“First World found something. It’s not going to stop you from jumping in the future… you just can’t today.”

When FirstWorld Corporation acquired Elara in a hostile takeover, Jack considered it an endnote for Herman to handle. But the new owners refused to give Jack permission to jump. The negotiations, protracted and nasty, should have forced Jack to find a new site, but he was stubborn, refusing to give in to the fear of litigation which motivated FirstWorld.

Jack snatched the contract from Herman and ripped it, until the contract became hundreds of tiny paper pieces floating about him.

“I guess you’re not concerned that FirstWorld found a potential complainant.”

“No. They what, bribed an ex girlfriend to be concerned?”

Herman shook his head. “It’s more complicated than that.”

He retrieved the photo and piece of paper from his other pocket.

Jack hesitated then took them. He read the birth certificate and then stared at the photograph.

“She never told me.”

“You think Julianna wanted you to know?”

Jack shook his head. “She said she’d never stand in the way of what I had to do. But…” He stared at the photo of the young boy.

“I’m sorry.” Herman put his hand on Jack’s shoulder. “I can let the crew know to-”

“Hold on. The contract is null and void?”

Herman nodded. “The contract is based on the fact no potential complainants existed to sue for death by misadventure or negligence.”

“So, they can’t sue for breach of contract?’

“No.”

“And can’t collect the associated 30 percent royalties?’

“No, but-”

“What’s the worst they can legally throw at me?”

“Trespass.”

Jack tucked the photograph and birth certificate inside his suit and picked up the mask.

“Jack, are you sure?”

“I want my son to know me as the man who would.”

For a bunch of other brilliant flash pieces check out Flash Flood, Jaw Breaker and the #nnfd hashtag on Twitter. A special nod of the head to J.M. Strother and the Friday Flash community, supporting flash fiction writers across the world since 2009!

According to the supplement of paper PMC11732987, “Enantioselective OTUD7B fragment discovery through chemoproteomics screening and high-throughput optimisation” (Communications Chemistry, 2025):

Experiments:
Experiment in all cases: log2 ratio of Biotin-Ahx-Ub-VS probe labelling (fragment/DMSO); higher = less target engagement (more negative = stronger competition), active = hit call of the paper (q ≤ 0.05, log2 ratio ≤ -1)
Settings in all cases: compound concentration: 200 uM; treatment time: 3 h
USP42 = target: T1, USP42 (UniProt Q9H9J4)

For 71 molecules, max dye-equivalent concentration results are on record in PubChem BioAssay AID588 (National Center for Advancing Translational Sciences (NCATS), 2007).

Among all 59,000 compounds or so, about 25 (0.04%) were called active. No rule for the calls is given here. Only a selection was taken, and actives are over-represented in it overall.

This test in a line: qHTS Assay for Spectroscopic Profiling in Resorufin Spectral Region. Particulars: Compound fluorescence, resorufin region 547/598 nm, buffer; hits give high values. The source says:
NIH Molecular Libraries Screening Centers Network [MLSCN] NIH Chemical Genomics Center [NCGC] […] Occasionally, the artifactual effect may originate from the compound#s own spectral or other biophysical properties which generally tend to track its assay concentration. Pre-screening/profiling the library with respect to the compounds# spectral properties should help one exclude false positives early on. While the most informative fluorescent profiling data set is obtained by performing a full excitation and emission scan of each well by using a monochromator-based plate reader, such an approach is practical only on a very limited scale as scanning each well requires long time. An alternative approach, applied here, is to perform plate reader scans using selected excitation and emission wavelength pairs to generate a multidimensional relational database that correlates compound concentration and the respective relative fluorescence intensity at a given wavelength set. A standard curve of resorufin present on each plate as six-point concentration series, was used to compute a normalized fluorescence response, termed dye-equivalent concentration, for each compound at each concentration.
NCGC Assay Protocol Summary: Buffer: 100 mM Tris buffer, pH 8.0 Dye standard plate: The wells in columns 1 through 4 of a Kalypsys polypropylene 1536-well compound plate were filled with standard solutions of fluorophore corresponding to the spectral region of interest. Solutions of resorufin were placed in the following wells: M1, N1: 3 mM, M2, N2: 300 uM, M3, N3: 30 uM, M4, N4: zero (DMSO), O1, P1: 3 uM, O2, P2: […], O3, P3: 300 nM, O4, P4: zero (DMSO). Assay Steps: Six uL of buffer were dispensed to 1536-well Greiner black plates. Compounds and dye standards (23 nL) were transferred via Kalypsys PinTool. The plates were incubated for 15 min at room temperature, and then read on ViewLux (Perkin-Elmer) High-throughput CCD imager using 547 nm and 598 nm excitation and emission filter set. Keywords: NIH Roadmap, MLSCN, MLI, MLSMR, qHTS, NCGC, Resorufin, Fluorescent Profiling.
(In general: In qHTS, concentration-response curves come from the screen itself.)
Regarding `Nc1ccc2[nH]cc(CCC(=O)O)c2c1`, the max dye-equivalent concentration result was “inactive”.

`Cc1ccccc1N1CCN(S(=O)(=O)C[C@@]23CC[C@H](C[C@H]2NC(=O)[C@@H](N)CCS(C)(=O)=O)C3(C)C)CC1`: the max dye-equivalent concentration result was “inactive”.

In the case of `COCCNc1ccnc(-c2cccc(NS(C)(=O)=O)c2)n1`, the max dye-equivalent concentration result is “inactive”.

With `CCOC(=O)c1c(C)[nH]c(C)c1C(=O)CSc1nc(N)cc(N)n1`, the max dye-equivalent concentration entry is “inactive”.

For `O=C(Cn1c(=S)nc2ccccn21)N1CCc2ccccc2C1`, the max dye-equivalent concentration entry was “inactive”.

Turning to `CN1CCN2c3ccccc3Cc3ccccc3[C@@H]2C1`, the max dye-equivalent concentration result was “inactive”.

[FGC#4] Birthed

This week’s installment of the Form and Genre Challenge
FGC#4: write in the action-adventure genre
Word limit: 3000 words.

A low guttural cry tore through the cavernous interior of the abandoned Tavern on the Green and the hairs on Sylvie’s bare arms rose. The fire surged in the broken fireplace and a gust of wind rose from nowhere, extinguishing all the candles. She shuddered and tried to ignore the insidious feeling something was trying to get in. Something a drawn bolt and a chair beneath the knob wouldn’t keep out.

“Back off,” Sylvie hissed, picking up the scalpel lying beside her and pointing it in the direction of the ebony-haired Priestess inching closer, trying to see how far the baby had emerged. “I mean it.”

The Priestess retreated to the shadows, leaving her two Sisters supporting the laboring girl between them under Sylvie’s baleful glare.

They think I’m young and inexperienced. They think they can intimidate me. They don’t know how much I want what’s on the other side this. What I’m willing to do to get it.

Sylvie looked back to the pale legs and bottom hanging in the space between the tattered rug and the birthing girl. Two more contractions and the girl would birth the first child and then the Priestesses would be upon them. She wouldn’t be able to protect herself, much less the baby and the girl.

Where are you, Marcus? I should have kept you close. Not sent you away for the rest of my gear. But how was I to know? If only I’d ignored the summons. Taken the car and driven away.

It didn’t matter now.

Hurry, Marcus, please.

“You are doing beautifully,” Sylvie said when the contraction ended, grateful the dark hid the track marks up the girl’s skinny arms and the lips blistered from the raw garlic the Priestesses forced her to eat before Sylvie arrived.

Too young to be fucked up on Oblivion and caught in some cult.

The girl shook her head and panted. “I’m scared. It’s coming. It feels wrong. I’m burning—”

“Shhhh. You’re fine,” Sylvie crooned, gently wiping her burning face with a cool cloth. “Birthing is hard work.” She leant in so only the girl could hear and said, “Just two more contractions.”

She felt the girl tense up and squeezed her arm in solidarity, caressing her face and arms, urging her to relax.

I promised I’d keep you and your babes safe. And I will. Somehow.

On the next contraction, the girl grunted and fought against it. Sylvie leaned in, whispering words of encouragement, coaching her to breathe. When the girl finally surrendered, the baby’s stomach, rib cage and shoulders slid down. Sylvie checked the cord for a prolapse and the girl’s racing pulse, then sat back to wait for the final contractions, pushing aside the deathly sixth sense crawling over her skin like a plague of bugs.

Marcus. For Godsake. What’s keeping you? I can’t do this alone.

The contraction started and the girl screamed, losing herself to the terror she had barely contained throughout the labour. She lashed out and tried to stand. The ebony Priestess grabbed her arms and pinned them behind her, forcing her back onto the lap of the other Priestess. Sylvie reached beneath the girl and a moment later, the warm, wet skin of the baby hit her outstretched hands.

The baby opened its eyes and seconds later cried loudly, accompanied by its mother’s soft sobs. Sylvie worked quickly to tie off the cord and sever it, keeping herself between the baby and where she had last seen the ebony Priestess.

“Lie her back,” Sylvie said and the blonde and auburn priestesses threw the girl backward into the pile of cushions and blankets and stood, muttering curses and stretching stiff limbs.